By RACHEL J. TROTTER
NORTH OGDEN -- A question about who is supposed to fix a street light has left one neighborhood in the dark since June.
Lightning struck the light pole in the neighborhood near 1250 E. 2450 North in June, and residents notified the city that the light was out around Independence Day.
Resident Jared Olson said that by September, when the light still wasn't fixed, he contacted the city by email, and the city said Rocky Mountain Power needed to repair the light.
Olson said it seems there is a debate between the city and Rocky Mountain Power as to who is supposed to fix the light, but in the meantime his neighborhood is in the dark.
"Having a dark neighborhood creates criminal activity," Olson said.
Rocky Mountain Power spokesman Dave Eskelsen said that in 2009 North Ogden took over maintenance of the city's street lights. However, some lights are so old, they can't be switched without replacing the entire pole.
Rocky Mountain Power still has to work on those lights.
The city is working with the power company at this point to get the light fixed.
City Councilman Brent Taylor said going back and forth between the city and the power company is not right, and the city should have a better policy in place to make sure it doesn't take so long to make repairs.
"I hope we take this as a serious learning opportunity," Taylor said. "Discussing who is at fault between the city or the power company or the contractor is not what we need to do at this point. At the end of the day, we failed the residents in this area and need to work to ensure we correct the situation for the future."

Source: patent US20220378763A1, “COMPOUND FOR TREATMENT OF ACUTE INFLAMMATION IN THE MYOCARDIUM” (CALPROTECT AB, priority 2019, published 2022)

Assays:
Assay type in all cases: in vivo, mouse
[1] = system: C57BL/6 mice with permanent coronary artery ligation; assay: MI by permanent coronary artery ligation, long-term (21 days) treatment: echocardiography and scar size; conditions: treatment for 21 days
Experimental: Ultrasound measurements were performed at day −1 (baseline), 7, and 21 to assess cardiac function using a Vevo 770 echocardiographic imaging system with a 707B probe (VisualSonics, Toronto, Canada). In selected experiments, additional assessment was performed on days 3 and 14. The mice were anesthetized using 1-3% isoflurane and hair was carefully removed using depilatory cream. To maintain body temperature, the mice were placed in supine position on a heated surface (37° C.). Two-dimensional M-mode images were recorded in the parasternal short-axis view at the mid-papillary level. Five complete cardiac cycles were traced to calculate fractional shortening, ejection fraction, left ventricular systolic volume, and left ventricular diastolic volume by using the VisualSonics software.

City Manager Ron Chandler said the city repaired 228 street lights in 2012 and the repairs were completed by an electrician/contractor.
Before the switch, the city paid Rocky Mountain Power a fee to have the company repair lights. Now the city doesn't pay the fee but repairs them through the contractor, which is more cost-effective.
Chandler said the city waits until there are about 15 lights to repair before the contractor is contacted.
Five street lights need to be repaired by Rocky Mountain Power, but Chandler said the city is working with the utility to find a more effective way to get the lights fixed.
Mayor Richard Harris has said previously that calls about burned-out street lights are some of his most regular calls and that they are priority for the city.
Taylor agrees, saying he is a strong advocate for the city's employees, but it is important to demand accountability for ineffective service.
The light in Olson's neighborhood is still being worked on. Olson was quick to point out that he is not angry about the situation, but he would just like to see the light fixed as soon as possible.